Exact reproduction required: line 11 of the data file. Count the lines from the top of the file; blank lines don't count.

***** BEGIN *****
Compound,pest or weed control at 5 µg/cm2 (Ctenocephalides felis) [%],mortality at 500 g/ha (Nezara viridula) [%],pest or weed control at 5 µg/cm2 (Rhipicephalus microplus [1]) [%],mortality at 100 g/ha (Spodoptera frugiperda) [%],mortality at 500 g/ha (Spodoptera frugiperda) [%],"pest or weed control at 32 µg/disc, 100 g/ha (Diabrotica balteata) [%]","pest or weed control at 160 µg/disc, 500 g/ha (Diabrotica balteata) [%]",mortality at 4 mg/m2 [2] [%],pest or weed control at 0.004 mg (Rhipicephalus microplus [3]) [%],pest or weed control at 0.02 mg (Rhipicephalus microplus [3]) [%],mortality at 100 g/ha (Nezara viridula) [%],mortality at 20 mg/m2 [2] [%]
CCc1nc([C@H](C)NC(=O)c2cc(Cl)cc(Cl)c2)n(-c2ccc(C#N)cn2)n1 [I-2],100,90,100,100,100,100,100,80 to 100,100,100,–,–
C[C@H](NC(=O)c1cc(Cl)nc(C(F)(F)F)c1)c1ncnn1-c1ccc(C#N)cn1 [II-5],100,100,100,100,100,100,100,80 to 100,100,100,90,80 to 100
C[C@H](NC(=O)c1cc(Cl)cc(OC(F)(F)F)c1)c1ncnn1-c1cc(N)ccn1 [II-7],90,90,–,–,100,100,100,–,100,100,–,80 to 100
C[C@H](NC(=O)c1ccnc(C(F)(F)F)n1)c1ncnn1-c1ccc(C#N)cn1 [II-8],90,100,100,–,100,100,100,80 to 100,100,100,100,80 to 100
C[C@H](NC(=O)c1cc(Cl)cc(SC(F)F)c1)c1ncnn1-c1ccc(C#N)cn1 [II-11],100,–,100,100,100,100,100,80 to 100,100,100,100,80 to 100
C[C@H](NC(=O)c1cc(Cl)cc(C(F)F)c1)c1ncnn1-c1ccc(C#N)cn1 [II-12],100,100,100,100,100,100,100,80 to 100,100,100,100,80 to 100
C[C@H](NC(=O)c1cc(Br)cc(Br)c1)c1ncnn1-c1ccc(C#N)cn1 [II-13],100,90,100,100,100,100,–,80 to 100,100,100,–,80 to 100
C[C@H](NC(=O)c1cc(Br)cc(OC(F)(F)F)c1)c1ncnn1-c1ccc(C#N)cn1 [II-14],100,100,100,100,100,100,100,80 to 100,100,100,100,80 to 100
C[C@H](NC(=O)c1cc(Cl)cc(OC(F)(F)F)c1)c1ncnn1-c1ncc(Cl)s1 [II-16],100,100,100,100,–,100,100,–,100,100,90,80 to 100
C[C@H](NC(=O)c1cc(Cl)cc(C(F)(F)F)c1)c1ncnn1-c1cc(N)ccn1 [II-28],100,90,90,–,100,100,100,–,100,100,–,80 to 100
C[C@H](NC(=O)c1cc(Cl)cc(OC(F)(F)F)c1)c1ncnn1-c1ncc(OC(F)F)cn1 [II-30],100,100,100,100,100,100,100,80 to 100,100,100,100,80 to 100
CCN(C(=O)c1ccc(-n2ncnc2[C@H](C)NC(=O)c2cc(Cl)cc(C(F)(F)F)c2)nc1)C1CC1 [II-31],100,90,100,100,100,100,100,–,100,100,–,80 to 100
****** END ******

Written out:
C[C@H](NC(=O)c1cc(Cl)cc(C(F)(F)F)c1)c1ncnn1-c1cc(N)ccn1 [II-28],100,90,90,–,100,100,100,–,100,100,–,80 to 100